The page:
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4 Types of Food Coloring to Use When Making Cookies

Food coloring is a fun extra! You can use it to customize homemade cookies for holidays, to fit an occasion like a wedding or graduation, or to coordinate with a theme, such as your favorite team’s colors.

4 types of food coloring for cookies with The Cookie Elf

When I started to learn more about adding color to cookie dough, cookie icing, and even decorative sugar, I was overwhelmed. There was much more to food color than simply squirting a few drops into a bowl of frosting.

I wasn’t surprised that I could use nearly any color imaginable to tint cookies. Instead, what surprised me are the 4 different types of food coloring you can use – actual different products. 

A bit of knowledge is power. In this case, power you can use to be adventurous and colorful when baking homemade cookies.

4 Types of Food Coloring

1. Liquid

This is what you may think of when it comes to food color – the small plastic squeeze bottles sold in grocery stores. Liquid coloring is water-based and less concentrated than other kinds. That makes it a good choice if you want light coloring for dough or icing. But take note: liquid coloring is weak when compared with gel, paste, and even powder. If you want strong color, you’ll need to add a lot, which can alter your cookie recipe since you’re adding liquid. Elf tip: use liquid food coloring if you want a light color or if the recipe isn’t fussy and can tolerate a bit of extra liquid.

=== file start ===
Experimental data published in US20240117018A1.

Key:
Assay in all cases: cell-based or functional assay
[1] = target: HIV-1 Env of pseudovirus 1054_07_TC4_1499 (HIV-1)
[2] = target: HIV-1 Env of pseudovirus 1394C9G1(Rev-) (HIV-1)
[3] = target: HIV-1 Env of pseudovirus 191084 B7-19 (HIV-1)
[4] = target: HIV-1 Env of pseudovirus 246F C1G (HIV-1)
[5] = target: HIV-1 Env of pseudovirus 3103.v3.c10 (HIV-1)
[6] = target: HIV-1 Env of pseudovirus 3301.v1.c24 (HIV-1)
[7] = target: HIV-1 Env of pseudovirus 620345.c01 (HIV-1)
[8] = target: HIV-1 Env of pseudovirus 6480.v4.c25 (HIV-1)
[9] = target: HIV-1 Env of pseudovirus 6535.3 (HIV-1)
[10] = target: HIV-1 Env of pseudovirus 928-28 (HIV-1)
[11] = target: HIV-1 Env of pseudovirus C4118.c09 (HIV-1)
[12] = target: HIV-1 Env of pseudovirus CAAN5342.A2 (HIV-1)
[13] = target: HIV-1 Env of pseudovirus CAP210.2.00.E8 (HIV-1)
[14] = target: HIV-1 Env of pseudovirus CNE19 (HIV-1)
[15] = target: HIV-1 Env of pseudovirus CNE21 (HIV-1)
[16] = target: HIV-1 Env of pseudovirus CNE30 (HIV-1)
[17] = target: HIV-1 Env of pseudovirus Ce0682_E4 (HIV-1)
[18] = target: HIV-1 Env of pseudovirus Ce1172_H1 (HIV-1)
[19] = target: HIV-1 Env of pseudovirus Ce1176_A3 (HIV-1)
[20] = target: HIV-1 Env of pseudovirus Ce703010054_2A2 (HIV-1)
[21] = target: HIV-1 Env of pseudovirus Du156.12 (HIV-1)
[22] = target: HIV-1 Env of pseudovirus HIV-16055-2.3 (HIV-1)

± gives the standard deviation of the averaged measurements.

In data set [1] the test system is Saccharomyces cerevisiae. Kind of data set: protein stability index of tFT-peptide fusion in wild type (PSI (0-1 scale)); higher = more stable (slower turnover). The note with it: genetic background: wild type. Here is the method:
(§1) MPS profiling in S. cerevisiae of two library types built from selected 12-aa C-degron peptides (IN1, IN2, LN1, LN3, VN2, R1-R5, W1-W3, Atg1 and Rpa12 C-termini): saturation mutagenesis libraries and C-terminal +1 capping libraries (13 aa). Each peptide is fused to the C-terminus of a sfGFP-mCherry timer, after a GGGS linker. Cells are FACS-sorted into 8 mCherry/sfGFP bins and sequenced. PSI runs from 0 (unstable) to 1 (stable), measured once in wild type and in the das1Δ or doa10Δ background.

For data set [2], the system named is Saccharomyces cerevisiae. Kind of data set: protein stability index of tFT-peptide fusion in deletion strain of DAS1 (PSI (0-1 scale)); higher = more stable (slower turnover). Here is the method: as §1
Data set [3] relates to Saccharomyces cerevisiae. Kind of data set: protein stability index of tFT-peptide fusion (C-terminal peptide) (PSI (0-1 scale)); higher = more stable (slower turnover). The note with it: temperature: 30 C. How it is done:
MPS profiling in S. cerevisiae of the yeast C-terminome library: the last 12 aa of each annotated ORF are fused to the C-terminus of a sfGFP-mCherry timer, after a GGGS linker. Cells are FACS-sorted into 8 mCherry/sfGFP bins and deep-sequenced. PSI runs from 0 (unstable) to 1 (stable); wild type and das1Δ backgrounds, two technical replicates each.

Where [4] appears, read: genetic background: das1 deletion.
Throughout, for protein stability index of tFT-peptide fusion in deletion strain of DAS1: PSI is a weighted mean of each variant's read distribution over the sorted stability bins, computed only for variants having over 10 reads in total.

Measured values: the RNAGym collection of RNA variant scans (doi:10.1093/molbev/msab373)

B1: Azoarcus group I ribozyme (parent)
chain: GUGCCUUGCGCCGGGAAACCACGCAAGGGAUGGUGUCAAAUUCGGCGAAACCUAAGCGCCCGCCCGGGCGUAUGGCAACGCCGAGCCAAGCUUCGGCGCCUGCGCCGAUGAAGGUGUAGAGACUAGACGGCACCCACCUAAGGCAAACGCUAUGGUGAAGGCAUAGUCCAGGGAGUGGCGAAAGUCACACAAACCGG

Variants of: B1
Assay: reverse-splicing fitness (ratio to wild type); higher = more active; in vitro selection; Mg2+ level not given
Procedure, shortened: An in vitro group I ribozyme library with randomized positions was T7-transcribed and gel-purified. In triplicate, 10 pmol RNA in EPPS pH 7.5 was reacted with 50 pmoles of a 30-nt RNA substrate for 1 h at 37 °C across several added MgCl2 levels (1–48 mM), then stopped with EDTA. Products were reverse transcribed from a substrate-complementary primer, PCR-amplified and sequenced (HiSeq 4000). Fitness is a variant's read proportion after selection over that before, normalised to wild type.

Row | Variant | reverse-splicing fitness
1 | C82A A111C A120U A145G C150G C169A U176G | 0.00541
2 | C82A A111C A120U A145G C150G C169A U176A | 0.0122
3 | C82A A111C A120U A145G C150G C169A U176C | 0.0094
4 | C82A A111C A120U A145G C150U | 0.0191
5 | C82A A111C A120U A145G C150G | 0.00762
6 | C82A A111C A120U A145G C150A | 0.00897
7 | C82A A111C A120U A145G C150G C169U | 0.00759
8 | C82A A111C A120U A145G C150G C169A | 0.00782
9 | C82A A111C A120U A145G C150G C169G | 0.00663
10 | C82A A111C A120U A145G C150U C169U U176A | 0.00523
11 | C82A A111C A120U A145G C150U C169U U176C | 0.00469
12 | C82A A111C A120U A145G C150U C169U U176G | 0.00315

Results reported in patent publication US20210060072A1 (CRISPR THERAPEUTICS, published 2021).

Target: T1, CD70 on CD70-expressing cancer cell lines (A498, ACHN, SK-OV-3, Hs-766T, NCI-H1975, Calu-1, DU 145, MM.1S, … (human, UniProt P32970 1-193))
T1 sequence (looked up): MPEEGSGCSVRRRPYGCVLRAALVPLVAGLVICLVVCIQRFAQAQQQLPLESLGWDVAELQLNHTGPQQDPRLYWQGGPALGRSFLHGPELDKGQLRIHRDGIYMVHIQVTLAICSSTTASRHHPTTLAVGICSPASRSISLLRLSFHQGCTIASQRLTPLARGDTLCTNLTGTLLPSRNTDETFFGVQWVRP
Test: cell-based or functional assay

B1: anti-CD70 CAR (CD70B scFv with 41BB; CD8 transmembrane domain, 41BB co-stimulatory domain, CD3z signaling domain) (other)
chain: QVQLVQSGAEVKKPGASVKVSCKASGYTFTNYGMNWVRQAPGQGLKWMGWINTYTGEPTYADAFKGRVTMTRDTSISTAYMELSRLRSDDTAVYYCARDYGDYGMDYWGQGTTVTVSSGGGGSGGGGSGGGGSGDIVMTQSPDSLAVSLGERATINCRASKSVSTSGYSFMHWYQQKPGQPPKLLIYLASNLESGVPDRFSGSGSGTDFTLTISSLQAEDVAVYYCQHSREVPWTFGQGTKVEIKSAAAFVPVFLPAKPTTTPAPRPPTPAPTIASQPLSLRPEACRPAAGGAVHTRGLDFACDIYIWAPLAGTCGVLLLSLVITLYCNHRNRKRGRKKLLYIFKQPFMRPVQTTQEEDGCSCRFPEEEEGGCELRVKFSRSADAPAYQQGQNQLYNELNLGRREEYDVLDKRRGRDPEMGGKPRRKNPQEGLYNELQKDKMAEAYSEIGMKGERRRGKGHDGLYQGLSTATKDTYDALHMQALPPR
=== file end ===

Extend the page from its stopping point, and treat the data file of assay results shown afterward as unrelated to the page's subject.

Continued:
2. Gel

Sometimes called “icing color,” gels are made of water, glycerin, and corn syrup. They come in two forms: gel paste, available in small jars (easier to find) and liquid gel (sold in small bottles).

In either case, a little goes a long, long way – which means you use less, which keeps your recipe intact, and a bottle or jar lasts f-o-r-e-v-e-r. The biggest caution with gels is that the colors are intense and you can easily use too much color. (I had this experience one time. Yes, Cornflake Christmas Wreath Cookies can be TOO green.) Add just a bit at a time and with patience, because gels take longer to incorporate into cookie dough. They’re thicker than liquid. (More tips for adding coloring.)

3. Powder

Powdered food color is made from synthetic ingredients with no added water, glycerin, or corn syrup. They are ideal for recipes like meringues or melted chocolate in which extra liquid is a no-no. They’re good to use to color white sugar, too. Powders are sold in jars and have a long shelf life. Add them directly to cookie dough, icing, or sugar.

4. Natural

Natural colorings are made from plant sources with no added synthetic ingredients. They are sold in dropper bottles and are a great choice for allergy-free baking.

More Tips about Cookie Ingredients

Tips for using food coloring in cookie dough ...

Candied Ginger: make your own for less ...

Caramel in cookies: sauce or candy ...

Nonpareils: the cookie decoration "with no equal" ...

Sugar in cookies: what it does and what kinds to use ...

Using pecans in cookies ...

More cookie ingredients on our Pinterest board ...

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